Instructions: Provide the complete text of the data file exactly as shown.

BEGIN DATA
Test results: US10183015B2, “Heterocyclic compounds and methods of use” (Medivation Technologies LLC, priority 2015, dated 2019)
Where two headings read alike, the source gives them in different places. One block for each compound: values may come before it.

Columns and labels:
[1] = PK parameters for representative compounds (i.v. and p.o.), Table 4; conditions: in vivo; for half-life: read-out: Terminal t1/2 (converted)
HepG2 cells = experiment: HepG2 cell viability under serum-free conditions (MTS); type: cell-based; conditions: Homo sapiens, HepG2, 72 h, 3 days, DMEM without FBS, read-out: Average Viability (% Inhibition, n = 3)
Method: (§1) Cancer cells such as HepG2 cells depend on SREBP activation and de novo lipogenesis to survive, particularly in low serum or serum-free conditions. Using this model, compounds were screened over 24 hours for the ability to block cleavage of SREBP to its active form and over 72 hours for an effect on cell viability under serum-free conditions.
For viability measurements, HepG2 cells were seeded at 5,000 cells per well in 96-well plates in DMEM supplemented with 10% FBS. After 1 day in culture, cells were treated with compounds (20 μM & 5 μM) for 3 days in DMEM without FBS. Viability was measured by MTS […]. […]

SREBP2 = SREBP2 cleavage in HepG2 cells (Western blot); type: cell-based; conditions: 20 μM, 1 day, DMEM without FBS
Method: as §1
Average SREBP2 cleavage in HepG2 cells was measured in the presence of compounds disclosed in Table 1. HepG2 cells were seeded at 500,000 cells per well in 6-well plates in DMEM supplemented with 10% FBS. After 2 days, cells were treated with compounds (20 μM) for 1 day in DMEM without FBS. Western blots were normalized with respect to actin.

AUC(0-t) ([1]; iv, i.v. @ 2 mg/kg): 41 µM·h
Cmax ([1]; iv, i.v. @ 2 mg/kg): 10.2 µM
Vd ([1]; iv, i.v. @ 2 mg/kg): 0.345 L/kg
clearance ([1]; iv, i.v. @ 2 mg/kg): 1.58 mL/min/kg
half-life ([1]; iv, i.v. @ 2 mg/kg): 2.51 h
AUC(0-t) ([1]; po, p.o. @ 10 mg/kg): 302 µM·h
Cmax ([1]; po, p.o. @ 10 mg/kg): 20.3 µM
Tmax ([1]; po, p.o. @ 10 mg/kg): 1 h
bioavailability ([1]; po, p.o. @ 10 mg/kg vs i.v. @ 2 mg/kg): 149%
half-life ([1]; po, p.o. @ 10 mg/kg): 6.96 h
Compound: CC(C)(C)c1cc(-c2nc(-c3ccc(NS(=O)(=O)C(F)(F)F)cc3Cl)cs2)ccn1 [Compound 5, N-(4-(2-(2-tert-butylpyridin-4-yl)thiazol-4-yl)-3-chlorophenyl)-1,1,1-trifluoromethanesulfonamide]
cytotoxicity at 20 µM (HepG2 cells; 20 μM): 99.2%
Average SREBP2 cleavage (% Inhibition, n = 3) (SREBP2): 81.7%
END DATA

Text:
Test results: US10183015B2, “Heterocyclic compounds and methods of use” (Medivation Technologies LLC, priority 2015, dated 2019)
Where two headings read alike, the source gives them in different places. One block for each compound: values may come before it.

Columns and labels:
[1] = PK parameters for representative compounds (i.v. and p.o.), Table 4; conditions: in vivo; for half-life: read-out: Terminal t1/2 (converted)
HepG2 cells = experiment: HepG2 cell viability under serum-free conditions (MTS); type: cell-based; conditions: Homo sapiens, HepG2, 72 h, 3 days, DMEM without FBS, read-out: Average Viability (% Inhibition, n = 3)
Method: (§1) Cancer cells such as HepG2 cells depend on SREBP activation and de novo lipogenesis to survive, particularly in low serum or serum-free conditions. Using this model, compounds were screened over 24 hours for the ability to block cleavage of SREBP to its active form and over 72 hours for an effect on cell viability under serum-free conditions.
For viability measurements, HepG2 cells were seeded at 5,000 cells per well in 96-well plates in DMEM supplemented with 10% FBS. After 1 day in culture, cells were treated with compounds (20 μM & 5 μM) for 3 days in DMEM without FBS. Viability was measured by MTS […]. […]

SREBP2 = SREBP2 cleavage in HepG2 cells (Western blot); type: cell-based; conditions: 20 μM, 1 day, DMEM without FBS
Method: as §1
Average SREBP2 cleavage in HepG2 cells was measured in the presence of compounds disclosed in Table 1. HepG2 cells were seeded at 500,000 cells per well in 6-well plates in DMEM supplemented with 10% FBS. After 2 days, cells were treated with compounds (20 μM) for 1 day in DMEM without FBS. Western blots were normalized with respect to actin.

AUC(0-t) ([1]; iv, i.v. @ 2 mg/kg): 41 µM·h
Cmax ([1]; iv, i.v. @ 2 mg/kg): 10.2 µM
Vd ([1]; iv, i.v. @ 2 mg/kg): 0.345 L/kg
clearance ([1]; iv, i.v. @ 2 mg/kg): 1.58 mL/min/kg
half-life ([1]; iv, i.v. @ 2 mg/kg): 2.51 h
AUC(0-t) ([1]; po, p.o. @ 10 mg/kg): 302 µM·h
Cmax ([1]; po, p.o. @ 10 mg/kg): 20.3 µM
Tmax ([1]; po, p.o. @ 10 mg/kg): 1 h
bioavailability ([1]; po, p.o. @ 10 mg/kg vs i.v. @ 2 mg/kg): 149%
half-life ([1]; po, p.o. @ 10 mg/kg): 6.96 h
Compound: CC(C)(C)c1cc(-c2nc(-c3ccc(NS(=O)(=O)C(F)(F)F)cc3Cl)cs2)ccn1 [Compound 5, N-(4-(2-(2-tert-butylpyridin-4-yl)thiazol-4-yl)-3-chlorophenyl)-1,1,1-trifluoromethanesulfonamide]
cytotoxicity at 20 µM (HepG2 cells; 20 μM): 99.2%
Average SREBP2 cleavage (% Inhibition, n = 3) (SREBP2): 81.7%